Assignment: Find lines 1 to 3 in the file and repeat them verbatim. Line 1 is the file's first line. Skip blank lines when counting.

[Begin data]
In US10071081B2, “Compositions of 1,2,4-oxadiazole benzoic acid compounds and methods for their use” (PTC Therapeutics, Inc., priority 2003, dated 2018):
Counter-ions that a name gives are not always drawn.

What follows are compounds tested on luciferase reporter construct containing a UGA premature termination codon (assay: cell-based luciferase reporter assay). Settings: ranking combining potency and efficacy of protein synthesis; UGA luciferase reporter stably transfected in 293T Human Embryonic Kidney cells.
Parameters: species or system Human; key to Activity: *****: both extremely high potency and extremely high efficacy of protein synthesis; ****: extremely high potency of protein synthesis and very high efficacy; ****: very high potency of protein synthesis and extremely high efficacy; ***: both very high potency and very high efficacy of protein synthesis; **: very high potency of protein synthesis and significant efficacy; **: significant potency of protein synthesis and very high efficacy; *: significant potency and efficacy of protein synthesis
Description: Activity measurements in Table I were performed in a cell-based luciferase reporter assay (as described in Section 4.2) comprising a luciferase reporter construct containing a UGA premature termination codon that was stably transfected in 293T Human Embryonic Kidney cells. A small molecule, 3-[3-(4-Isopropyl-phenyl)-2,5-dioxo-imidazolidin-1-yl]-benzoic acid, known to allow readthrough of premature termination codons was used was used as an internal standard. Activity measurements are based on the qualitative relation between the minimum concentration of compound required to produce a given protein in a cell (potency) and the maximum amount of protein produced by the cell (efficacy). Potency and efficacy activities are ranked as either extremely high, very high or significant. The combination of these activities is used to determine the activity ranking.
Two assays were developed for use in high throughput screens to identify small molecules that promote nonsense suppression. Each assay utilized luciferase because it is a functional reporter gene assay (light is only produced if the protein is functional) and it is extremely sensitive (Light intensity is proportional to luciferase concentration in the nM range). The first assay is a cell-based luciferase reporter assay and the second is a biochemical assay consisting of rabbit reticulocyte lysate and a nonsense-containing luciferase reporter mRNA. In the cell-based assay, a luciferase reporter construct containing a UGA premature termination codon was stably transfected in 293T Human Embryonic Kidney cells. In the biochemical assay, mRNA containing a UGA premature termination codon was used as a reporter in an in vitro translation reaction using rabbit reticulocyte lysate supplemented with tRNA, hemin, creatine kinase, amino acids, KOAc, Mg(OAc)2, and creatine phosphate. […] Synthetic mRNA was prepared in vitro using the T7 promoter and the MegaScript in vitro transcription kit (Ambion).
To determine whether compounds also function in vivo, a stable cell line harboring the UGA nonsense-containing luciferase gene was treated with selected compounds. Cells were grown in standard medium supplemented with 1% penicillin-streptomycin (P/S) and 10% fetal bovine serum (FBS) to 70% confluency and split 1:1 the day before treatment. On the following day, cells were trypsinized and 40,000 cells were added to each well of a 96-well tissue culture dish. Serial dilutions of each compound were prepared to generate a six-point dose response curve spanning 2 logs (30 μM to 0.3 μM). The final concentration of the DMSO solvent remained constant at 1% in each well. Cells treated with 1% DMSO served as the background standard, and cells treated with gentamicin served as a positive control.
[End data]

In US10071081B2, “Compositions of 1,2,4-oxadiazole benzoic acid compounds and methods for their use” (PTC Therapeutics, Inc., priority 2003, dated 2018):
Counter-ions that a name gives are not always drawn.

What follows are compounds tested on luciferase reporter construct containing a UGA premature termination codon (assay: cell-based luciferase reporter assay). Settings: ranking combining potency and efficacy of protein synthesis; UGA luciferase reporter stably transfected in 293T Human Embryonic Kidney cells.